News / Ottawa

Ottawa's auditor has no plans to look at the biggest project the city has ever undertaken

An audit of Phase 1 of the city's light-rail plan isn't something Ottawa's auditor general plans to look at next year.

A worker inside the downtown tunnel for the Confederation Line project.

The Canadian Press

A worker inside the downtown tunnel for the Confederation Line project.

Ottawa’s auditor general has a lot on his plate next year – but a closer look at the biggest project the city has ever built isn't on the table.

Now one city councillor wants to know why that is.

Coun. Diane Deans raised the issue Thursday at the city’s audit committee, wondering why the auditor was not planning to conduct an audit of Pahse 1 of the Confederation Line project.

“I can think of no more pressing audit that the city should be doing than Phase 1 LRT,” she said. “We have an obligation to understand the actual costs of Phase 1 , because we don’t know right now.”

The cost for the line has been pegged at $2.1 billion, but Deans said council should have greater clarity on costs like land purchases.

“I have nothing bad to say about LRT," she said. "I just want to understand the costs."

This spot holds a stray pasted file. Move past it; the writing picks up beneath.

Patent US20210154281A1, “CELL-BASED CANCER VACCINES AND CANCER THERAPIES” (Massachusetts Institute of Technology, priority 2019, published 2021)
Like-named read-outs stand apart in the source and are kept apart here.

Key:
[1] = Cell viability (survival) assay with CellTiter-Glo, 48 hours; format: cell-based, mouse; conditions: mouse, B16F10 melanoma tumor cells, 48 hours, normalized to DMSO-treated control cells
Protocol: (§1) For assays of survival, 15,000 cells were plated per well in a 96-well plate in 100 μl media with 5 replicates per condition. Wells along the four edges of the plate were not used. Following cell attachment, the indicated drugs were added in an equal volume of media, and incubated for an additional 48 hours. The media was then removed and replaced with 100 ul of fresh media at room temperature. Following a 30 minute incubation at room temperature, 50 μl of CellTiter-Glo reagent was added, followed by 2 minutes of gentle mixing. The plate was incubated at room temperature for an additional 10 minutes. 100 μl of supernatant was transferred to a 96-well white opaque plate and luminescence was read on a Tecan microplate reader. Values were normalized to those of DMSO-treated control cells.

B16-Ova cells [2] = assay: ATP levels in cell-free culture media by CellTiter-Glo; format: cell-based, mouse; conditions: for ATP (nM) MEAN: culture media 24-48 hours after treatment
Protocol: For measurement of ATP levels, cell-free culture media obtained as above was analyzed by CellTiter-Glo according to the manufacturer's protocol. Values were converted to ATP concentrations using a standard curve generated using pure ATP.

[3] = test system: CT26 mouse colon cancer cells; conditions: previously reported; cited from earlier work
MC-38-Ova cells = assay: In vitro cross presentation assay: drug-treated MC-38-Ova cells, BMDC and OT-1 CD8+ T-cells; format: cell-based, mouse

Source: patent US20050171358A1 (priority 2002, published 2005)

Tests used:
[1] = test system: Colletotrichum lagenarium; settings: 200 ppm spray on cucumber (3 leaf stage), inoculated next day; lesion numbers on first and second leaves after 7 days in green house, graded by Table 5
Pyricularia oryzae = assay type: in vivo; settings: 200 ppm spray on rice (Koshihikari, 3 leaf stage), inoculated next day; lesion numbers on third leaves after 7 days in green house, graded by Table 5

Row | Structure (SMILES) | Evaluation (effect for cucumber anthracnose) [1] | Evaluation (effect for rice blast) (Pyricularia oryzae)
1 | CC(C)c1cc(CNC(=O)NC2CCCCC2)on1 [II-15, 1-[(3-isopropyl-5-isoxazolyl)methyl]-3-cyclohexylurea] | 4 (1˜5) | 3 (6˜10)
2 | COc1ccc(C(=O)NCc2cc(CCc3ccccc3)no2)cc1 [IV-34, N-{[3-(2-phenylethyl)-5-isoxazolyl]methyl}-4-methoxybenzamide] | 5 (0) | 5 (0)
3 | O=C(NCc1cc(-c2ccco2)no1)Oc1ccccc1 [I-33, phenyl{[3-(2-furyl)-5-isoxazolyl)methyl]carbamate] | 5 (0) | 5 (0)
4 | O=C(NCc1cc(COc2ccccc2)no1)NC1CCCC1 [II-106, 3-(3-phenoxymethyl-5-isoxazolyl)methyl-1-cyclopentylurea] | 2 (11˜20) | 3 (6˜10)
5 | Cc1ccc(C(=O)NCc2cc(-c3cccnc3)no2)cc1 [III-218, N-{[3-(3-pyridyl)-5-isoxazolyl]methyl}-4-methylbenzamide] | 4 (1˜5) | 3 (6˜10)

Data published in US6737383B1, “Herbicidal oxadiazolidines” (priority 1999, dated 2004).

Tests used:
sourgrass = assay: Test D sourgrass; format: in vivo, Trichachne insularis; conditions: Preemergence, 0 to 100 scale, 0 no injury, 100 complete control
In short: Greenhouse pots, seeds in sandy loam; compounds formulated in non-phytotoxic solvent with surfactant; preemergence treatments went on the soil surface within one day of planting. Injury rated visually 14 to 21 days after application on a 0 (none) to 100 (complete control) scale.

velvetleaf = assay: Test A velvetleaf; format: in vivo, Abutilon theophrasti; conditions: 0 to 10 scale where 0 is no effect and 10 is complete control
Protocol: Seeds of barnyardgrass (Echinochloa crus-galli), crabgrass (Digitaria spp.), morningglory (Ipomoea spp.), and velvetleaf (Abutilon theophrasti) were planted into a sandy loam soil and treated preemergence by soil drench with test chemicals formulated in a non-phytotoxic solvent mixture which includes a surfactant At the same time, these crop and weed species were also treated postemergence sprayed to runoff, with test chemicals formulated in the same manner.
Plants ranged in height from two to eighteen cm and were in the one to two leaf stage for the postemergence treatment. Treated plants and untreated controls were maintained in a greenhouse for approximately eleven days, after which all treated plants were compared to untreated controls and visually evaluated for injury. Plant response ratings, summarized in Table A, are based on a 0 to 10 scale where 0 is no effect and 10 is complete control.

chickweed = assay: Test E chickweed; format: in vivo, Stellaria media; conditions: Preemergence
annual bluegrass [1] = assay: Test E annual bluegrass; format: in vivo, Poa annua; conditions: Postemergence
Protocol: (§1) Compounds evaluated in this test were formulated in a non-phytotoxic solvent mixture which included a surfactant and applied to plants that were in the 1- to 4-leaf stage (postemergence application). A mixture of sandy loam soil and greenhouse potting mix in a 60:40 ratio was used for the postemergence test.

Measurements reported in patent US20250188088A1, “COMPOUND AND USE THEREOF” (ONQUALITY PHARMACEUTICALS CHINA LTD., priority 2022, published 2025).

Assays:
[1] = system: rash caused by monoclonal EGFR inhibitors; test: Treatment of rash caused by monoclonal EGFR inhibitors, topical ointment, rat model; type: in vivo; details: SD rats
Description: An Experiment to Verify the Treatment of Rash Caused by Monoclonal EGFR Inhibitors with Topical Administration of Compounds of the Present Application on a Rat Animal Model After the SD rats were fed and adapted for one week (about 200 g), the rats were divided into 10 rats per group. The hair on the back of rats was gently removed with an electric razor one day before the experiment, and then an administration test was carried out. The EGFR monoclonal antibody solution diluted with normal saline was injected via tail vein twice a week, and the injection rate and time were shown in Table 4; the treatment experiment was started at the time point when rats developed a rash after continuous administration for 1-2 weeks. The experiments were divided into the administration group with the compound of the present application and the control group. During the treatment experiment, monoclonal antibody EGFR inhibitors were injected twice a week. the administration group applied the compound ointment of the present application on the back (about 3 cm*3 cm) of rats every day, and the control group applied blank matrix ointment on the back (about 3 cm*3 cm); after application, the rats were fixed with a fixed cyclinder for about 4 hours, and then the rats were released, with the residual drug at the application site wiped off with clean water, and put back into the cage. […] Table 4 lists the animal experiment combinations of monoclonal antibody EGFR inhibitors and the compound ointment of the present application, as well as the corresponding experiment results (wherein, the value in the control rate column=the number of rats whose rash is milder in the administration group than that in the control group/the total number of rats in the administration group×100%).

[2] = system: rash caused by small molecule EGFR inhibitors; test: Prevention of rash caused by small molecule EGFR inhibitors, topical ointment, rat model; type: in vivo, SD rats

Deans calls fell on deaf ears at council with no other councillor willing to put forward a motion to change the auditor’s planned work schedule for next year to look at the LRT line.

The current plan calls for audits into the city’s social housing registry, the road services branch, the security and emergency management department and several other areas.

Auditor general Ken Hughes committed to providing a memo to Deans about the cost of that kind of audit, but said he doesn’t see a lot of risk in the LRT plan because it has an independent contractor and because the city's bidding process works well.

“The procurement policy is working.”

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